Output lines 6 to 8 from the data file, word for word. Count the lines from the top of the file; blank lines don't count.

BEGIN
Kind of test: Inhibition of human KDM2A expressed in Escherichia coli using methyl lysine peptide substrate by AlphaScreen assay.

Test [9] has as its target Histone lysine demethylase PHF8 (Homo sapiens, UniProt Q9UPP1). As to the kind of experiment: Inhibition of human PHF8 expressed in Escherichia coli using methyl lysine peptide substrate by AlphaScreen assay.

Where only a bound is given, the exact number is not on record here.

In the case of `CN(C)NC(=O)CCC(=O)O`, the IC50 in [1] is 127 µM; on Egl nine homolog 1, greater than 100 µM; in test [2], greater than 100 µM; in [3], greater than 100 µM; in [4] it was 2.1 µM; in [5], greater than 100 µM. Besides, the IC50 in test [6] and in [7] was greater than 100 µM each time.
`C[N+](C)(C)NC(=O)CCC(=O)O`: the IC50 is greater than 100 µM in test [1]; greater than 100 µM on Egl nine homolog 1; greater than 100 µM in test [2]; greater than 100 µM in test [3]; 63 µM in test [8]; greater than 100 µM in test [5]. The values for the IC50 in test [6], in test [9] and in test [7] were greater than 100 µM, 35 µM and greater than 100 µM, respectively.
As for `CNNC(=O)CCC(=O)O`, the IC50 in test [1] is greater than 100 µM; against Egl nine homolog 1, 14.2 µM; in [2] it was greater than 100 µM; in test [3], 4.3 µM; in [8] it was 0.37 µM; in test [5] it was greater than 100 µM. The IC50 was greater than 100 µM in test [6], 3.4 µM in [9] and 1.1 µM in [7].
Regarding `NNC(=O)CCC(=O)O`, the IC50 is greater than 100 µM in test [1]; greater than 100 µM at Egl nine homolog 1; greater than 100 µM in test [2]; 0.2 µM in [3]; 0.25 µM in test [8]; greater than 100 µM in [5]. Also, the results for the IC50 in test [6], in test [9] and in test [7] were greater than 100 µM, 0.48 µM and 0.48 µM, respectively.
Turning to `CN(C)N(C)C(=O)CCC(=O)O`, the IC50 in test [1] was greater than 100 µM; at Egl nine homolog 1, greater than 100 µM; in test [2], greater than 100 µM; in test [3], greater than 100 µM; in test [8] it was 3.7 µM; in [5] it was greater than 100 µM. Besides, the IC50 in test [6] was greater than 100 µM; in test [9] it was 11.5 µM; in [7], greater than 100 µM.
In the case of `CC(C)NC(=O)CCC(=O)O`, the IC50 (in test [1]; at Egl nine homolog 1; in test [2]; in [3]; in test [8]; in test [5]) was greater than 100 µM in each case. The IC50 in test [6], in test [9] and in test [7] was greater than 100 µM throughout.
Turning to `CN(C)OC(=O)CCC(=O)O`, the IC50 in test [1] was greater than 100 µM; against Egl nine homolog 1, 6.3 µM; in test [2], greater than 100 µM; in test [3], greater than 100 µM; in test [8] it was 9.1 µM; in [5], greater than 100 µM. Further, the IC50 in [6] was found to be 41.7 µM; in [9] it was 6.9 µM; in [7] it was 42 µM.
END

As for `CNNC(=O)CCC(=O)O`, the IC50 in test [1] is greater than 100 µM; against Egl nine homolog 1, 14.2 µM; in [2] it was greater than 100 µM; in test [3], 4.3 µM; in [8] it was 0.37 µM; in test [5] it was greater than 100 µM. The IC50 was greater than 100 µM in test [6], 3.4 µM in [9] and 1.1 µM in [7].
Regarding `NNC(=O)CCC(=O)O`, the IC50 is greater than 100 µM in test [1]; greater than 100 µM at Egl nine homolog 1; greater than 100 µM in test [2]; 0.2 µM in [3]; 0.25 µM in test [8]; greater than 100 µM in [5]. Also, the results for the IC50 in test [6], in test [9] and in test [7] were greater than 100 µM, 0.48 µM and 0.48 µM, respectively.
Turning to `CN(C)N(C)C(=O)CCC(=O)O`, the IC50 in test [1] was greater than 100 µM; at Egl nine homolog 1, greater than 100 µM; in test [2], greater than 100 µM; in test [3], greater than 100 µM; in test [8] it was 3.7 µM; in [5] it was greater than 100 µM. Besides, the IC50 in test [6] was greater than 100 µM; in test [9] it was 11.5 µM; in [7], greater than 100 µM.